Latifah Saafir, modern quilter, pattern designer, and founder of the Modern Quilt Guild. Her special presentation was held Tuesday evening, January 17th at the Ontario Museum of History and Art in conjunction with the exhibit being held there, Modern Quilts Redesigning Traditions.   The lecture began with Latifah giving a brief history on how the modern quilting movement began in 1998 when it became “cool” to use solid fabrics again. Quilters Gwen Marston and Nancy Crow along with the Quilters of Gee’s Bend and Yoshiko Jinzenji, were some of the artists that championed the return to using solid fabrics. The first modern quilt book was published by Weeks Ringle and her husband Bill Kerr also around 1998. Latifah shared that she “always loved quilts.” While she learned how to quilt from her mother when she was 6 years old, when Latifah got her first sewing machine at age 10, she sewed mostly garments. At age 15, she checked out quilting books from the library. Their designs were basically the traditional, Amish quilt kind. In 2008, Latifah saw her first modern quilt and said to herself, “I can do this.” About the same time Latifah made her first modern quilt, the modern quilting community was also getting started. First, an informal Flickr Group was formed in 2008 to share digital images of the work being created by modern quilters. It was an instant hit among younger quilters. Then, after the Long Beach Quilt Show in 2009, Latifah started the Los Angeles Modern Quilt Guild with 25 members. Other areas around the world wanted to duplicate what the LAMQG started and today there are over 100 guilds worldwide. It’s been almost 10 years since the modern quilting movement began. When asked where does Latifah see the future of modern quilting going, she replied, “Who knows–!!” One thing is for sure: the interest and skill level in modern quilting continues to increase. Jan has been a modern quilter for 7 years and belongs to the Temecula Valley Modern Quilt Guild. She was attracted to modern quilting because it is “non-judgmental.”  She is self-taught, doesn’t use a pattern and just “figures things out.” [caption id="attachment_4666" align="aligncenter" width="625"] (ltor) Sharon and Jan[/caption] Sharon came from Los Angeles and has been quilting just 6 months. She takes classes with Jan. She started quilting after she retired from nursing and has made one baby quilt. She heard about the lecture through Road’s social media and was interested in learning more about modern quilting. Debbie, Maria, and Pat all belong to the Inland Empire Modern Quilt Guild. The guild was started in September 2016 by a group of friends and now has 20 members. They came to the lecture and trunk show because they are big fans of Latifah. Even long-time quilters are turning to modern quilting. Denise lives in Orange County, California and has been quilting for over 30 years. She considered herself a “traditional, Quilt-in-a-Day quilter” and fell into modern quilting because she wanted to do something “different, new, refreshing and colorful.” [caption id="attachment_4676" align="aligncenter" width="625"] Latifah’s signature “Glam Clam”– clam shells blown up.[/caption] Latifah hopes modern quilting will continue to inspire quilters to take ownership for their work and most of all, that it will inspire a new generation of young sewers.]]>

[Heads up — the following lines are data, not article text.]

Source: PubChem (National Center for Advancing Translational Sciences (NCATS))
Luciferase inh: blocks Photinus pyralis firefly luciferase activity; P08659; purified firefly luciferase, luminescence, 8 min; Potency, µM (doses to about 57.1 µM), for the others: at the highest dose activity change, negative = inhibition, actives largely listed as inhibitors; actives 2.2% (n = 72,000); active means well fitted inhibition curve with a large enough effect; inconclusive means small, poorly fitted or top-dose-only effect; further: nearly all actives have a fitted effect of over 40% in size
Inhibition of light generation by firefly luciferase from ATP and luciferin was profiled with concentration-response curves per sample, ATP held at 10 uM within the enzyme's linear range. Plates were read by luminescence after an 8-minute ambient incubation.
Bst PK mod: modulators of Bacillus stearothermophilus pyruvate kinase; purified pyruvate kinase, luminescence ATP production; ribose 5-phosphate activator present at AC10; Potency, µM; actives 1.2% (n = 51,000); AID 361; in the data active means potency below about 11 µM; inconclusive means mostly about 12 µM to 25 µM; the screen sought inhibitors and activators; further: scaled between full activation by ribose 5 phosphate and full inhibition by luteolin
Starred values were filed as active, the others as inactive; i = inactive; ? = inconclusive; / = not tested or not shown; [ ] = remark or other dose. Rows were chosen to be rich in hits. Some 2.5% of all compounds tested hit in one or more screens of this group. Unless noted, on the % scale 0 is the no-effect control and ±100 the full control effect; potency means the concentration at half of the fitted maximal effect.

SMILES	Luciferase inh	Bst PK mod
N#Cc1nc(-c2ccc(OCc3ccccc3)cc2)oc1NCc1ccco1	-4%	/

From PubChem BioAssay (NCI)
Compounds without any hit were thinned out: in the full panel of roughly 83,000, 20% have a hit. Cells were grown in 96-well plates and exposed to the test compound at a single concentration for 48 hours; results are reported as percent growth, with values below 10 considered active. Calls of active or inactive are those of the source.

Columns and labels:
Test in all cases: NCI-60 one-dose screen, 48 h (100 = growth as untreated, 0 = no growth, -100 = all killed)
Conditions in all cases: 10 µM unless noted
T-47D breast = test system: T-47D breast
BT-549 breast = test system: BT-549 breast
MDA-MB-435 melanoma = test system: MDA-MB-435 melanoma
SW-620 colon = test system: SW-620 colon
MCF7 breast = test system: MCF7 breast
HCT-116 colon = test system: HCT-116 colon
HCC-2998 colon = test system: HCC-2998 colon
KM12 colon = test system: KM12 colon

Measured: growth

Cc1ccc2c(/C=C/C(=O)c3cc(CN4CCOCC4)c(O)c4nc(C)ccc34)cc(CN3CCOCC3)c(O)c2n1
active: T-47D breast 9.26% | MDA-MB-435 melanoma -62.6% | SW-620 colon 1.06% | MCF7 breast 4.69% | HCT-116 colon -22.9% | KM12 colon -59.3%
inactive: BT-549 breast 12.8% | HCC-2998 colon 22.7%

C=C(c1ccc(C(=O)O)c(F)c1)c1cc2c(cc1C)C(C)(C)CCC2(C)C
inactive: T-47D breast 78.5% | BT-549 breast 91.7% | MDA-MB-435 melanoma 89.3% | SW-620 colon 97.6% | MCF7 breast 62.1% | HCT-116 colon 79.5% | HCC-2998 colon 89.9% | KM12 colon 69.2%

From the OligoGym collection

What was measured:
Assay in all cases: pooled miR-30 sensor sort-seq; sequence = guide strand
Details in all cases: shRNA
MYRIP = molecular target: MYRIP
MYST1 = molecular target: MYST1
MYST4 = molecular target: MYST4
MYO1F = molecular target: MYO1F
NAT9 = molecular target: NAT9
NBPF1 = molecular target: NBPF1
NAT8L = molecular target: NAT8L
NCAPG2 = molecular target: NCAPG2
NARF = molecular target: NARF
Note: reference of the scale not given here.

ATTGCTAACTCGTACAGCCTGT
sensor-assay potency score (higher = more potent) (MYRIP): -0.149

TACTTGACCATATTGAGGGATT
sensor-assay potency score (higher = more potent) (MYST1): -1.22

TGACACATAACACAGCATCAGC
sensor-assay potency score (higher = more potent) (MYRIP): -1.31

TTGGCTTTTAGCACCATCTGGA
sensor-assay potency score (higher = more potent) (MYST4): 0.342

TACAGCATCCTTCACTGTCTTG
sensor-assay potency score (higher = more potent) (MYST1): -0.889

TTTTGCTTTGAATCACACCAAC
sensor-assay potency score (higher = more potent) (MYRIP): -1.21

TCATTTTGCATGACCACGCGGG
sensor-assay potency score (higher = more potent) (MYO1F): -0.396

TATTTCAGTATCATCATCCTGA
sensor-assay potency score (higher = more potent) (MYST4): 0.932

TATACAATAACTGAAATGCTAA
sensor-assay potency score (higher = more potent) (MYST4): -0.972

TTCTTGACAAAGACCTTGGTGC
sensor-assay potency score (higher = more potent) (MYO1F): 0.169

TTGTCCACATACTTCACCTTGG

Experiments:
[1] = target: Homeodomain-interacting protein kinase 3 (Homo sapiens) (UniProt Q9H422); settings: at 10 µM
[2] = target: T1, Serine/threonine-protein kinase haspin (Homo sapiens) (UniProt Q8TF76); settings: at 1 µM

Special Exhibit: Modern Quilts Redesigning Traditions